SAN FRANCISCO (Reuters) - U.S. Department of Homeland Security Secretary Kirstjen Nielsen warned on Tuesday that a European data privacy law taking effect next month may have “unintended consequences” that harm the United States’ ability to protect itself from cyber attacks.
The European Union law, called the General Data Protection Regulation (GDPR), is the biggest overhaul of online privacy since the birth of the internet, giving Europeans the right to know what data is stored on them and the right to have it deleted.
Online data privacy is important and contextual across borders and different cultures, Nielsen said during a keynote appearance at the RSA cyber security conference in San Francisco.
But “what we don’t want are the unintended consequences of preventing the research community to be able to give us a heads up on (cyber) threats that are coming our way,” she said.
“In other words, through trying to protect a citizen’s privacy we eliminate the ability of many of the vendors and researchers who otherwise have access to data to see the trends in attacks,” Nielsen said.
While some U.S. officials have in recent months raised concerns publicly about the European law, Nielsen is the most senior Trump administration official yet to do so.
Her remarks suggest that any attempts by the U.S. Congress to legislate comprehensive privacy protections would face hurdles from the Trump administration.
Calls for new digital privacy rights in American law have increased after disclosures that the political consultancy Cambridge Analytica obtained data on more than 87 million Facebook users from quizzes that were supposed to be for academic research.
Among the Trump administration’s concerns are limitations the law seeks to impose on accessing data about website registrations that can often offer clues for investigators pursuing cyber criminals.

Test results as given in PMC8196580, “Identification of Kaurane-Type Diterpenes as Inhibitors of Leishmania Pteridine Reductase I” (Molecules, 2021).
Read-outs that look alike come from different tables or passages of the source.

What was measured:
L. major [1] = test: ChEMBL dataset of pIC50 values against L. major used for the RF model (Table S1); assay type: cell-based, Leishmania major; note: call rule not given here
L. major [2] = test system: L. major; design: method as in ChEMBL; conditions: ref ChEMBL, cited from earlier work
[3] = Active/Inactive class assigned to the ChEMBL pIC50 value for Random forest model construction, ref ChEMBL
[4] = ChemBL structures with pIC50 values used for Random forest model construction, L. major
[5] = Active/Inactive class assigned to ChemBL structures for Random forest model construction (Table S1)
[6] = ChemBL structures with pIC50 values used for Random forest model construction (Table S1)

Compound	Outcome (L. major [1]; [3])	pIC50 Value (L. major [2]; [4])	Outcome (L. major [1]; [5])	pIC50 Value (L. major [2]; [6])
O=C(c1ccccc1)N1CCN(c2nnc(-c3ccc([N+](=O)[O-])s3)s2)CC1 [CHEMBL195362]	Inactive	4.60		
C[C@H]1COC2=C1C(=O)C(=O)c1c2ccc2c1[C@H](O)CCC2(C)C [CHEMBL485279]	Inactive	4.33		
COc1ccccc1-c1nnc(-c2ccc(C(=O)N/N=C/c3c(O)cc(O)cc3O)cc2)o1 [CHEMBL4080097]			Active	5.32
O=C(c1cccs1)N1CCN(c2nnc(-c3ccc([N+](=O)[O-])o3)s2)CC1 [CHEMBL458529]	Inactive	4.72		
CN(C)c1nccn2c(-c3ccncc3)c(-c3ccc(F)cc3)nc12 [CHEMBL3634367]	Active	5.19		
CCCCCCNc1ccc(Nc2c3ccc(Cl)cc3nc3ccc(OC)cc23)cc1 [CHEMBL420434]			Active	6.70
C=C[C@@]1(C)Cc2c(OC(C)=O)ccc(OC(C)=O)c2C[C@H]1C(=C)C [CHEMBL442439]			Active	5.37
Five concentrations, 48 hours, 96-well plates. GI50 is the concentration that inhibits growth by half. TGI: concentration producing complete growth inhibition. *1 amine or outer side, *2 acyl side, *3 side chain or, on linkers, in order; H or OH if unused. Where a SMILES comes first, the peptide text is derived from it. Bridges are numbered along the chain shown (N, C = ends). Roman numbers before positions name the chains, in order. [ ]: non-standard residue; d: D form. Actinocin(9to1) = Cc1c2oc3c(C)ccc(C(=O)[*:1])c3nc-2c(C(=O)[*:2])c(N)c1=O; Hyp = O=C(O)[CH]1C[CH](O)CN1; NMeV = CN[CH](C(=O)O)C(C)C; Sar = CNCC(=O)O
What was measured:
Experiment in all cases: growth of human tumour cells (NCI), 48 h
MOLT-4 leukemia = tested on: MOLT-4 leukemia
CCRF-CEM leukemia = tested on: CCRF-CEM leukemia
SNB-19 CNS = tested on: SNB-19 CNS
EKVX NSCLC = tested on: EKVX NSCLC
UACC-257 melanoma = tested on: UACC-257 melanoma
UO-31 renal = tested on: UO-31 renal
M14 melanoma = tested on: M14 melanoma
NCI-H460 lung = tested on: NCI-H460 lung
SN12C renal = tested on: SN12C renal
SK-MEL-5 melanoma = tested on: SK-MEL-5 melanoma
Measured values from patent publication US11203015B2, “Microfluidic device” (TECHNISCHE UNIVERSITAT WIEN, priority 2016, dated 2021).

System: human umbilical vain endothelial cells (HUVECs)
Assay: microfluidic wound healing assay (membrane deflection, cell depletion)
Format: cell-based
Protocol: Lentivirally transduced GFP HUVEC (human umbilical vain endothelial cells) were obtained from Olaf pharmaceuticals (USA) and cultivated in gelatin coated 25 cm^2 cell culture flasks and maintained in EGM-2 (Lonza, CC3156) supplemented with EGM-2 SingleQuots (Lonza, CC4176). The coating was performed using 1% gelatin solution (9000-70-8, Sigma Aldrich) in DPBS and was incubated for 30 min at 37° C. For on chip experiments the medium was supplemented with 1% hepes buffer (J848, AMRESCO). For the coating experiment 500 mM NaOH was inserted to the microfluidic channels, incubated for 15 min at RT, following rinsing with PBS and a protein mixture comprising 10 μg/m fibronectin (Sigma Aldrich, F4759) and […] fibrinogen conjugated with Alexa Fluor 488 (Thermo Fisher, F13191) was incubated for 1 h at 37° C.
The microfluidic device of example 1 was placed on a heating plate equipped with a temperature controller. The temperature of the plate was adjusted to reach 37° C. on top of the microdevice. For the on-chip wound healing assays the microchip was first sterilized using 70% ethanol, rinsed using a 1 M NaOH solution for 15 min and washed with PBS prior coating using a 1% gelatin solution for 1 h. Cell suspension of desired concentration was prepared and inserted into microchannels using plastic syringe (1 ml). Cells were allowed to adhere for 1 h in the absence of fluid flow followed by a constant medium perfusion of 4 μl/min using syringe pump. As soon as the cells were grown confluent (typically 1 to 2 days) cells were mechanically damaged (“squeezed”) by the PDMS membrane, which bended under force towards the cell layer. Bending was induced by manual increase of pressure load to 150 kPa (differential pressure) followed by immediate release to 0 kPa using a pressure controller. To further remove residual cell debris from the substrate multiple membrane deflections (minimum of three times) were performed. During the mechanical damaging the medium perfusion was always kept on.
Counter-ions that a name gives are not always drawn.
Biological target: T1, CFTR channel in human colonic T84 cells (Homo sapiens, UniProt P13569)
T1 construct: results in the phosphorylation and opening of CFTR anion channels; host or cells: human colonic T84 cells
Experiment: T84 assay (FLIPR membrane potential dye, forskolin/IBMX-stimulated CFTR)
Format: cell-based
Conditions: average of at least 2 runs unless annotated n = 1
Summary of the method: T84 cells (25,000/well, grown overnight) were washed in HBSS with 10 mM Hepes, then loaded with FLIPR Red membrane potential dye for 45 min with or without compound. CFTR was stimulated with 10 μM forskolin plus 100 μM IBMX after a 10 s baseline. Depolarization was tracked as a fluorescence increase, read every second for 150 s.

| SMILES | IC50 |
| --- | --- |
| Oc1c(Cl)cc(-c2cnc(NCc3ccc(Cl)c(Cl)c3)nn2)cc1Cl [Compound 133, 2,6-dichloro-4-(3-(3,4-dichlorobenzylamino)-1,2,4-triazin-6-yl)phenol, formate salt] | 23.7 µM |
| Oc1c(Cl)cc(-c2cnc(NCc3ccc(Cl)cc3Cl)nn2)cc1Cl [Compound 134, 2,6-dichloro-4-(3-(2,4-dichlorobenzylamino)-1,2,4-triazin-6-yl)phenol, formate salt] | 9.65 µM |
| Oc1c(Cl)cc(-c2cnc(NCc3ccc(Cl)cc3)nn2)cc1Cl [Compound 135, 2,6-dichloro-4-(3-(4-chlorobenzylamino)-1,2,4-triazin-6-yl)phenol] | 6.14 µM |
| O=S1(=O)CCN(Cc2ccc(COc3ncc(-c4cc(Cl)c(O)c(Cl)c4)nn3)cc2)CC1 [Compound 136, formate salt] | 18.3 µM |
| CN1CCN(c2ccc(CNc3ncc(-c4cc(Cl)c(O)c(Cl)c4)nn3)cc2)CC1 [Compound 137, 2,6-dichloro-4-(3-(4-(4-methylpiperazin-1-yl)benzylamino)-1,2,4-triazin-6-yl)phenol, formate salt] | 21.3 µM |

The strong limits on what can be done with data on users are a source of concern for security professionals in government, internet companies and outside forensics and investigations providers.
As things stand, many European uses and others who sign on to online services housed within the region would not be giving companies explicit permission to use their data in probes of fraud or other criminal activity, security experts told Reuters this week.
Unless the GDPR is amended, companies and outside investigators will lose access to material that many users have not realized they were giving up.
The experts said that they were working on ways to recover access to some of that material, which they declined to detail. The most straightforward would be an explicit declaration when users join what data could be used as evidence against people that harm them or against the users themselves.
On Monday, White House cyber coordinator Rob Joyce on Twitter said that GDPR would “undercut a key tool for identifying malicious domains on the internet.”
He added: “Cyber criminals are celebrating GDPR.”
Joyce said at a conference last month that U.S. officials were trying to persuade European regulators to allow a carve out in the law for security researchers to continue collecting data pertinent to data breaches or other cyber crime investigations.
Reporting by Dustin Volz and Joseph Menn in San Francisco; Editing by Alistair Bell
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